The ayah was an indispensable part of the British Raj but was often taken for granted. The historical narrative has also largely overlooked the life stories and tribulations of the thousands of Indian women who worked as nannies looking after the children of British officials and business people working in India.
Now, a campaign led by a London woman of Indian descent has succeeded in securing some modest remedy. English Heritage, which runs the long-standing and prestigious scheme of blue plaques placed on London buildings associated with the famous and deserving, has announced that a plaque will be placed on a former Ayahs’ Home in the Hackney district of London. A ceremony will be held to unveil the plaque later this year.
Two Years of Campaigning
“I’m ecstatic the plaque has finally been approved after more than two years of active campaigning”, Farhanah Mamoojee told The Quint. “It relates to the story of a group of South Asian women who have been consistently marginalised throughout British history.”
Mamoojee, an art specialist at a leading auction house, say that both her parents are of South Asian heritage and her father was born in India. “My hope is through this campaign – which is on Instagram as well as on Twitter at @ayahshome – more of the community in this part of London, so many of whom are South Asian, will begin to feel clearly represented in British history.”
The story of the ayah is bittersweet. In some families, they were loved, honoured and cared for. In others, there were exploited and shabbily treated. The Indian ayah looking after European children developed as an institution from the 1860s when changes in the style of British rule in India led to many more wives of imperial civil servants and soldiers settling – and bringing up their children – in India.
In the more prosperous British homes in India, the ayah did the hard graft of childcare – making sure that the children in her care were well-washed and groomed, looking after their clothes, keeping them entertained and occupied, and sometimes sleeping on a mat on the nursery floor. It was a role largely taken on by older women.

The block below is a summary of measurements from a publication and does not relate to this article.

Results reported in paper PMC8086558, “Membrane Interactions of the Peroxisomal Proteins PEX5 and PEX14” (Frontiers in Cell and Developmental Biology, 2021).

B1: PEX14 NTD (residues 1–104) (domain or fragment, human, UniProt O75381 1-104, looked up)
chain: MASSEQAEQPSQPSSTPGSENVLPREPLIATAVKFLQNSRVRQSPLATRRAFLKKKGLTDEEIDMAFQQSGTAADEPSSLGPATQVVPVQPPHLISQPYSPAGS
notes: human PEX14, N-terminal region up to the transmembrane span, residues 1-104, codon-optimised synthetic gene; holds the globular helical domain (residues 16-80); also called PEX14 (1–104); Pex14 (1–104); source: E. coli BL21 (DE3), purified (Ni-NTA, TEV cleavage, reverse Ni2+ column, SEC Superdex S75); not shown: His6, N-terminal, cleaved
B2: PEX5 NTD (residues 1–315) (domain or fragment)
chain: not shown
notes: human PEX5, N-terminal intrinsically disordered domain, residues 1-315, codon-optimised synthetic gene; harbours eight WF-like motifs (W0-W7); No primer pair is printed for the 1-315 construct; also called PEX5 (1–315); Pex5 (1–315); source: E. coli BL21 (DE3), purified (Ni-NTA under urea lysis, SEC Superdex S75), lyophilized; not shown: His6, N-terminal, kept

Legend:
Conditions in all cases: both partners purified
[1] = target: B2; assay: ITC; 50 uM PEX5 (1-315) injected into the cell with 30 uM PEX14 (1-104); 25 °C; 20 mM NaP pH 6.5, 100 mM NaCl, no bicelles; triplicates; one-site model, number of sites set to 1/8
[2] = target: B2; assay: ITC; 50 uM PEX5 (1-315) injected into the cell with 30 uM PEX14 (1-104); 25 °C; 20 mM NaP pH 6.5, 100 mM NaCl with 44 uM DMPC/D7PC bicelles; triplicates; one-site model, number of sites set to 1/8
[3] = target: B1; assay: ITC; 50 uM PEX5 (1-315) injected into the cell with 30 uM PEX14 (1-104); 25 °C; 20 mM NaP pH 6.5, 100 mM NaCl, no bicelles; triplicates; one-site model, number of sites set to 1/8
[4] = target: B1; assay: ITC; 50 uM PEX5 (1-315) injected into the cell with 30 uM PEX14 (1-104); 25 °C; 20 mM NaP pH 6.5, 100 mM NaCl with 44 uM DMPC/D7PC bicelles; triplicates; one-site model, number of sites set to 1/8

When the families sailed home to Britain, sometimes the ayah came with them. This was not always a happy outcome. The ayahs were often isolated and intensely lonely in a country they didn’t understand and that made little effort to understand them. Mothers who had relied unquestioningly on an ayah in India didn’t find the role working quite so well in suburban London or a village in England’s home counties. The ayah was usually given a ticket back to India, but on occasions, she was simply slung out and left to fend for herself.
The 'Travelling Ayahs'
The former Ayahs’ Home at 26 King Edward Road, which is to display the blue plaque, was established by Christian missionaries in part to help destitute and abandoned ayahs. It gave the women refuge and the prospect of future employment. It also served as a hostel of a kind for ‘travelling ayahs’, women who repeatedly made the long sea crossing between India and England helping families to look after children during the journey.
The home also took on the role of an informal labour exchange. Families who had brought an ayah from India would buy a ticket for her sea journey back, give this to the home, the ayah would move in there, and then a family looking for an ayah to help them with childcare on the journey out to India would arrange to buy the ticket from the home and engage the services of the ayah.
Raj-era British families tended to plan their journeys to avoid the scorching Indian summer, and so that was the time of year when the greatest number of ayahs were at the home. In winter, the building was much quieter. The home helped as many as 90 women a year. But when the ten-yearly census was carried out in February 1911, there were just five ayahs staying at 26 King Edward Road: two from Madras, one from Bombay, one from Colombo and one (described as an ‘amah’, the East Asian equivalent) from Hong Kong.
The imposing four-storey building in Hackney was in use as an Ayahs’ Home from 1900 to 1921, when the home moved to a nearby building. It’s not clear when it eventually closed. The need for the travelling ayah declined sharply from the 1950s but the role hasn’t entirely disappeared.
The award of a blue plaque is part of a new drive to ensure that the scheme reflects London’s increasing diversity and honours not simply the powerful and famous but also those from a non-privileged background who deserve recognition.
There are on the streets of London many more champions of Empire commemorated than ordinary people who got caught in the cogs of Empire – but at least that imbalance is being redressed.
(Andrew Whitehead is a former BBC India correspondent.)